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Publication numberUS1857658 A
Publication typeGrant
Publication dateMay 10, 1932
Filing dateJan 29, 1930
Publication numberUS 1857658 A, US 1857658A, US-A-1857658, US1857658 A, US1857658A
InventorsAdomi Peretzschner
Export CitationBiBTeX, EndNote, RefMan
External Links: USPTO, USPTO Assignment, Espacenet
Adomi peretzschner
US 1857658 A
Abstract  available in
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Claims  available in
Description  (OCR text may contain errors)

May "10, 1932- A. PFRE'rzsC'HNER 1,857,658


Vor rAsING, 'NEAR MUNICH, GERMANY A APPARATUS FOR STUNNING ANIMALS T BE SLA'UGHTERED Application led January 29, 1930, Serial No. 424,386, and in Germany February 6, '1929.

This invention relates to an apparatus for stunnmg animals to be slaughtered, especially pigs, by means of electric current. IIt consists in a movable gangway, along which the.

animals are driven, with movable electric current contacts arranged one after the other, which come to bear consecutively on the back or flanks and on the head or nose of the animal, when it reaches and strikes against the contacts barring the passage in the gangway.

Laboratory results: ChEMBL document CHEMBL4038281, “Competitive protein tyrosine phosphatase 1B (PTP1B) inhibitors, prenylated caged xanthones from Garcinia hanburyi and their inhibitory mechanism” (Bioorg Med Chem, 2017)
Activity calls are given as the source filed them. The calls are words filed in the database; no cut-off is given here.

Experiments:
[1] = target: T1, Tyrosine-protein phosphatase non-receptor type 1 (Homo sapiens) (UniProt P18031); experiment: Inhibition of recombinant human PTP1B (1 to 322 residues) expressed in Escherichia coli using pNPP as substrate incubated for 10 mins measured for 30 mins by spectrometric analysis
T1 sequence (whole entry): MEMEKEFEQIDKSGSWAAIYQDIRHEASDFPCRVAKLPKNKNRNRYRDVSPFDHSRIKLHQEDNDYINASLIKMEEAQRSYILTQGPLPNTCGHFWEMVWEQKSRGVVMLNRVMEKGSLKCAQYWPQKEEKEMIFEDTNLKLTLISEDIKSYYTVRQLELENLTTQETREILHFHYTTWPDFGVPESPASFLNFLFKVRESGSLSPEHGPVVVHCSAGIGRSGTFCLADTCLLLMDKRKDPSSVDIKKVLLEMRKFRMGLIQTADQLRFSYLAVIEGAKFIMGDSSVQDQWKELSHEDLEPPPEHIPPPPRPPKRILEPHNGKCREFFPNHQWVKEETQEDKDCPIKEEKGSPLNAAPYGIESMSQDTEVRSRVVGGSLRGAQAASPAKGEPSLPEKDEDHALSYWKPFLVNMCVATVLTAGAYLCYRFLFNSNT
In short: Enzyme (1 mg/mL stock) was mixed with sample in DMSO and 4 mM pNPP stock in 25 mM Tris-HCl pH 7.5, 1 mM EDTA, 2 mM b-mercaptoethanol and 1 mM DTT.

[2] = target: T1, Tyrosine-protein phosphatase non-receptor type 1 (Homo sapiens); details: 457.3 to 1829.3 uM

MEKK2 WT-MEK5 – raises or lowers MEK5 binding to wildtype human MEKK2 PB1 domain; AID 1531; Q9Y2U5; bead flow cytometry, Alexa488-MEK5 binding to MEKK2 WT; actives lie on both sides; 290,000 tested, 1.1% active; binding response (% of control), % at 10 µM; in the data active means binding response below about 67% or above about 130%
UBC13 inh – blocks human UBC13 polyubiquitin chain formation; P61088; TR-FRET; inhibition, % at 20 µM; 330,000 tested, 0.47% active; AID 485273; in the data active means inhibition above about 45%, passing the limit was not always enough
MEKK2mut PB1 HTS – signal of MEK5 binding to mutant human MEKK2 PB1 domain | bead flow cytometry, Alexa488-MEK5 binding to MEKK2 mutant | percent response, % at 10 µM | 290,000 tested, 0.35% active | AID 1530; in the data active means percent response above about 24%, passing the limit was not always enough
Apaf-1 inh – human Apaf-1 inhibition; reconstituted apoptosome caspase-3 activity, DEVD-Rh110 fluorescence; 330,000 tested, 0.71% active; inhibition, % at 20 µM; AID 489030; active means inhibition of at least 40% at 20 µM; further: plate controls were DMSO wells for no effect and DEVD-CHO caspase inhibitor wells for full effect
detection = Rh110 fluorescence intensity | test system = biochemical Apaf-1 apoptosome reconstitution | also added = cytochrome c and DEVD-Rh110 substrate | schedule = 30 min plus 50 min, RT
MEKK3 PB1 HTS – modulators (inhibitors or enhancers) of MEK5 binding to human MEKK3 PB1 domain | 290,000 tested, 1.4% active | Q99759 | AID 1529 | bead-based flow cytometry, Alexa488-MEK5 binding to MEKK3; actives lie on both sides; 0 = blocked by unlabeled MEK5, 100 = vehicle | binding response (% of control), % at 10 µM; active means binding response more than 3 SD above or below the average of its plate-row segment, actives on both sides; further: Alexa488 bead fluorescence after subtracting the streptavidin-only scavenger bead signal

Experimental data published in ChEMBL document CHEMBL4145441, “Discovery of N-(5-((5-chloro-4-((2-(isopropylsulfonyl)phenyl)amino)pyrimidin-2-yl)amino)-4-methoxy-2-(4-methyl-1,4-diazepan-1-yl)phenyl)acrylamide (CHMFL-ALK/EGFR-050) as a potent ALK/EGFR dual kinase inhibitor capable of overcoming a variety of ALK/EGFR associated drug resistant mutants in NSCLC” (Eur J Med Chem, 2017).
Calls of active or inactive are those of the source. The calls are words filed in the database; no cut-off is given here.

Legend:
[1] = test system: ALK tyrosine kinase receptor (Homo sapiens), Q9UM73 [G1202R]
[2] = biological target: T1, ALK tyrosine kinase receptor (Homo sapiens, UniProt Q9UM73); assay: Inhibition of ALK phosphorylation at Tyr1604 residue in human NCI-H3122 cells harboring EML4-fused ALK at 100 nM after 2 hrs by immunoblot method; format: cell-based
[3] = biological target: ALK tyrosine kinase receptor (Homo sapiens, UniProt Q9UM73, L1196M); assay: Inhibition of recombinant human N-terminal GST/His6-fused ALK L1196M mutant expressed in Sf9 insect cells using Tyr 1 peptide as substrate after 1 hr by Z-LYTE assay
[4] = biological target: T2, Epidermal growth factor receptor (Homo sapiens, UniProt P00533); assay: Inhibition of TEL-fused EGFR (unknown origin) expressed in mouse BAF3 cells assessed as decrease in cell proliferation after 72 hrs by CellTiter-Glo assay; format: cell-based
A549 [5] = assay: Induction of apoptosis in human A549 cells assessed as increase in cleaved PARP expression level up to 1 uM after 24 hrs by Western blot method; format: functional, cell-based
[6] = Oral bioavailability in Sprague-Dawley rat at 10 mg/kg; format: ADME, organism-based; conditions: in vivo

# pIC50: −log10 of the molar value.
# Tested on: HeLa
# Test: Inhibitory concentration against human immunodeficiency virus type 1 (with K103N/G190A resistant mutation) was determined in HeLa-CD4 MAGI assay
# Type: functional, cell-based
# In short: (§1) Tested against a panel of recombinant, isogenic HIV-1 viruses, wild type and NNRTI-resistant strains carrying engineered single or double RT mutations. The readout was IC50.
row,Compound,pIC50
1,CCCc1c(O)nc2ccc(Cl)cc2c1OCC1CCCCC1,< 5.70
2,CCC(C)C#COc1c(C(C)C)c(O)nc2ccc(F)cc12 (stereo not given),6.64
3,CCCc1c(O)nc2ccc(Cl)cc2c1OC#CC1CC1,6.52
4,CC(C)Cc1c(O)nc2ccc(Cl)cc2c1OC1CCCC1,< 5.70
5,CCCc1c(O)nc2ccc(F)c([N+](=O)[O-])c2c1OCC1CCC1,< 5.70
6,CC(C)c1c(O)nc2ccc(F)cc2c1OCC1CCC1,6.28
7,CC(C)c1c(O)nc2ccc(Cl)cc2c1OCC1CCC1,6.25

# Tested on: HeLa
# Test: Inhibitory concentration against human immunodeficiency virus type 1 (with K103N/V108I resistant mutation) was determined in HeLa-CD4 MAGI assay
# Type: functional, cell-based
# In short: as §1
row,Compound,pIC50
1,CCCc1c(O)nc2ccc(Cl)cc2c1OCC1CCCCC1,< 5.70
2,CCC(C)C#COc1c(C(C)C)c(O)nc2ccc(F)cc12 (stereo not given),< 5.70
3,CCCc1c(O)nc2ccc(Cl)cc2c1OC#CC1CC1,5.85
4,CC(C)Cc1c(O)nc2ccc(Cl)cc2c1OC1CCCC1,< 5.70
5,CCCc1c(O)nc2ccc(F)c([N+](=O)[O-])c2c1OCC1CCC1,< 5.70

The gangway may be composed of an endless band, preferably constituted of links and which runs either horizontally or on an upward' incline. In the iirst instance, if the gangway is horizontal, an upwardly inclined and a downwardly inclined bridge are arranged at the front and rear ends of the gangway, and in the second case, when the gangwav is inclined, a suitably raised table is provided at the rear end of the gangway, onto which the stunned animal is removed from the gangway. When continuous current is used, two pole contacts are provided and, when three phase current is employed three pole contacts are utilized, in the latter in- 'l stance so that two poles bear one on each flank of the animals body and the third on its head.